Zarzuela summer in Madrid
Madrid's summer has seen a prodigal amount of zarzuela. Three zarzuela seasons in the holiday period, plus two stagings as part of the repertoire of major theatres has made for a far from despicable total of eight productions, two of them double bills. To these we must add several celebratory, outdoor spectacular anthologies, taking advantage of balmy Madrilenian nights over the summer solstice.
Three summer seasons
Antonio Amengual's Compañía Lírica Española came this year to the Teatro de Madrid, near to the Commercial Center La Vaguada. One title on the roster attracted by its interest and rarity - Francisco Alonso's La linda tapada, which we saw in a traditional but well-prepared reading. Serrano's La canción del olvido in a somewhat antiquated staging, and a double bill combining Fernández Caballero's Gigantes y cabezudos with a Tribute to the Género Chico (which I missed) completed their repertoire.
The Teatro Calderón was the scene for a singular lyric adventure - Proyecto Verdi programmed four titles, some infrequently seen, though in the event only two made it to the stage. The two staged were La tabernera del puerto (Sorozábal) in a polished production first realised in Oviedo's Teatro Campoamor during 1999; and Las Leandras (Francisco Alonso) in a production new for the occasion. Both works relied at least as much on excellent vocal casting as on staging quality, not to mention good orchestral and choral support. It was a great pity that their season could not be completed, depriving us of Emilio Arrieta's Marina and Alonso's La calesera; it would perhaps have been more prudent for the troubled company only to announce the shows which they were sure of, rather than frustrate the expectations of their public.
The Centro Cultural de la Villa was occupied this year by Ópera Cómica de Madrid. In contrast to last year when they gave five stagings spread over a month, this year they only appeared for two weeks with just one double bill - Agua, azucarillos y aguardiente and El bateo, by Federico Chueca.
Other zarzueloid events
The Sabatini Gardens in the Royal Palace, were the scene for a series of night spectacles baptized Lyric Frolics under the aegis of that selfsame Proyecto Verdi. Taking as a starting point that timeworn concept, the anthology, they brought in some novel ideas that lent to these "frolics" something new. In the first place the anthology was not restricted to zarzuela, but included Spanish revue and European operetta as well as zarzuela grande and género chico, in four sections. The numbers followed one another without much attempt at continuity, and although the union among them was negligible - except in the general style of the works - they nevertheless created a thread of sorts that served as an excuse for the succession of music-theatre fragments, by introducing a young Madrid rapper, living his music with passion, teaching us that before him, other musicians lived with equal fervour in his city.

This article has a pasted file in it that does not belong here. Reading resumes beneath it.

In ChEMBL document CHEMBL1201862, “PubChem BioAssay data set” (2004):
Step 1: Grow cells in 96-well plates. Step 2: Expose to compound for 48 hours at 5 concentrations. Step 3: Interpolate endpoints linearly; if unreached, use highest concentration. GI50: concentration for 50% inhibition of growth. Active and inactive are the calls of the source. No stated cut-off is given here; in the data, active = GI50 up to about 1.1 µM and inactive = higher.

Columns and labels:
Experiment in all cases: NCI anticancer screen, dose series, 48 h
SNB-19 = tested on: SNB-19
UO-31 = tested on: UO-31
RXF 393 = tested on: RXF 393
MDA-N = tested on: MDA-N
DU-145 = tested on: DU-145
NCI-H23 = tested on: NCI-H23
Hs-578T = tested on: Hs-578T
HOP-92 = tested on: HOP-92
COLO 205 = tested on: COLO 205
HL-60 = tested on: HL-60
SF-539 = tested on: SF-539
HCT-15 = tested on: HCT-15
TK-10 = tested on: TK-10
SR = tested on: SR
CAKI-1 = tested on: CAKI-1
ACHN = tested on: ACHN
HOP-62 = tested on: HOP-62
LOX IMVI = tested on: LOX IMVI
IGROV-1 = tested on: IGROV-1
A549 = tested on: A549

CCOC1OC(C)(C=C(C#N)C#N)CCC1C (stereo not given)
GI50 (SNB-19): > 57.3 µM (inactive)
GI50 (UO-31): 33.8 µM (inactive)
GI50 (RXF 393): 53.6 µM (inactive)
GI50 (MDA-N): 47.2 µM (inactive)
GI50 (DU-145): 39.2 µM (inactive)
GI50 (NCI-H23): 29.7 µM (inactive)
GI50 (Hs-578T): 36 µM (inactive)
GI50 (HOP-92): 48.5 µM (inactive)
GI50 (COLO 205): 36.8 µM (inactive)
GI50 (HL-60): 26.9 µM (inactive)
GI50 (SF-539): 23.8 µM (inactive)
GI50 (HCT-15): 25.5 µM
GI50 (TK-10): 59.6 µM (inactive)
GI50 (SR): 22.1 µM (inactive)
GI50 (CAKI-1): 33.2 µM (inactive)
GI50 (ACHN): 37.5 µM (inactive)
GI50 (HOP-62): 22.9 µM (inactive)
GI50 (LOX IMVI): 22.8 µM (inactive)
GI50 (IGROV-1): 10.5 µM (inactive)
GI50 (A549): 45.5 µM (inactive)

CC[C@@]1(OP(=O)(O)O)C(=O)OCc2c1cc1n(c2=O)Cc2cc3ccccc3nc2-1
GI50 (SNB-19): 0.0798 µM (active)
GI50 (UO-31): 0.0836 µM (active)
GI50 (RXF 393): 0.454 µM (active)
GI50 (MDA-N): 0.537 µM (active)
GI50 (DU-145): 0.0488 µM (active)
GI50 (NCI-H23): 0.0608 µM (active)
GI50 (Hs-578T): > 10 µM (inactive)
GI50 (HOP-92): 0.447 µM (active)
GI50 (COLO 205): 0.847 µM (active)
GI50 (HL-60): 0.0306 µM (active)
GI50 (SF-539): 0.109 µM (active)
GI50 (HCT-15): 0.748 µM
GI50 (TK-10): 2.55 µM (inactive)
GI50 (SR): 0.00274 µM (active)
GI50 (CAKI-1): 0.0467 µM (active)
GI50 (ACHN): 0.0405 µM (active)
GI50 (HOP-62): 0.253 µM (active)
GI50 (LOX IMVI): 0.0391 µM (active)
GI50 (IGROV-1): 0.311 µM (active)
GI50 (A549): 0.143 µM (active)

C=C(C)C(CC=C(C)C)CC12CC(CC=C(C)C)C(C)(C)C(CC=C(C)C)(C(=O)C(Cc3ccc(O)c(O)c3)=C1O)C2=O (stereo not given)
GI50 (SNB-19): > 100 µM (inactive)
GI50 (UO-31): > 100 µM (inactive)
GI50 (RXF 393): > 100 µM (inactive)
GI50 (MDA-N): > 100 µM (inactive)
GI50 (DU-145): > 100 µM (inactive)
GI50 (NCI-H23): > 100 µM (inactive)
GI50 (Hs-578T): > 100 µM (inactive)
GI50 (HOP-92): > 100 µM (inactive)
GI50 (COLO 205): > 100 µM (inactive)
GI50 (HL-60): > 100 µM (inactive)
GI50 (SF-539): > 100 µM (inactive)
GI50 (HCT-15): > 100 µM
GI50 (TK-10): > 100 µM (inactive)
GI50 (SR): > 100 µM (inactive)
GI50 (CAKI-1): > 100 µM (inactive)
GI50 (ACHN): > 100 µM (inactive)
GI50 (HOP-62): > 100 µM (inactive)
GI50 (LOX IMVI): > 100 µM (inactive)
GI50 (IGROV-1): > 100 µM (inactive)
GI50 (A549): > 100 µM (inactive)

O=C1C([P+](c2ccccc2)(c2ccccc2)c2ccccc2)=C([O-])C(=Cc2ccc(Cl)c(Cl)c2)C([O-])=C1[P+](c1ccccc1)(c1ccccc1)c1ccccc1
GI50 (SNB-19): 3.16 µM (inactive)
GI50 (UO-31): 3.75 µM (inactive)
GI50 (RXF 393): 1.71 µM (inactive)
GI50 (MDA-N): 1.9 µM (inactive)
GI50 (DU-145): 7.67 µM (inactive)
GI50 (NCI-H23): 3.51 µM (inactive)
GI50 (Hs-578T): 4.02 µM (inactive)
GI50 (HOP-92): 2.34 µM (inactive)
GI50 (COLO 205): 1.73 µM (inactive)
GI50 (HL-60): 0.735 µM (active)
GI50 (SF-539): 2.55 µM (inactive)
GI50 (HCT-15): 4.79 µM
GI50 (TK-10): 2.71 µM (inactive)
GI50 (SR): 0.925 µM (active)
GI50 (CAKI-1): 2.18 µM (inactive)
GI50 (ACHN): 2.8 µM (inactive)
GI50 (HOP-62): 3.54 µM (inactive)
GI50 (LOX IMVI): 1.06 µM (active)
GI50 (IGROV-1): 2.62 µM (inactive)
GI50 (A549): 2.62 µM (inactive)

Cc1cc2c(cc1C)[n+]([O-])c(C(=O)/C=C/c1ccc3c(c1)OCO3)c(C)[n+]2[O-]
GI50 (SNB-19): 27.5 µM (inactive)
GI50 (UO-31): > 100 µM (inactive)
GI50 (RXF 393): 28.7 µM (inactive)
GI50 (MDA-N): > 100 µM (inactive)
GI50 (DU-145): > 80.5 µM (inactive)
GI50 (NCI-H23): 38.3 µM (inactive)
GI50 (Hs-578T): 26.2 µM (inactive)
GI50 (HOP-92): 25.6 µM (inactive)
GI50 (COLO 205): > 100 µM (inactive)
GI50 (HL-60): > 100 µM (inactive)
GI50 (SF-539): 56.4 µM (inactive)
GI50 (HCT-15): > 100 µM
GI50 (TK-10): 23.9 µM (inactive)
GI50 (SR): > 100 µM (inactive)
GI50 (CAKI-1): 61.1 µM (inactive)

Dazzling choreography and effective lighting made this show very attractive to the eye. The performers doubled as soloists and choristers which gave a real ensemble sense to proceedings - to the point where we got Rosa's romanza from El rey que rabío sung by four sopranos simultaneously. I have to report an inadequate sound balance, some shortcomings in rehearsal, and an over-small orchestra; although the excellent musical arrangements made for the occasion made it hard to believe there were only seven musicians in the pit.
The Bullring at Las Ventas was home to an Anthología de la Zarzuela announced as a "spectacular", done by José Luis Moreno's Miramón Mendi company. The same company cancelled the remainder of the zarzuela season they were due to mount at the Teatro de la Latina.
Agua, azucarillos y aguardiente / El bateo; Música: Federico Chueca; Libretos: Miguel Ramos Carrión / Antonio Paso y Antonio Domínguez; Centro Cultural de la Villa, Madrid, 5 y 13 de Agosto de 2005; Nueva Producción de Ópera Cómica de Madrid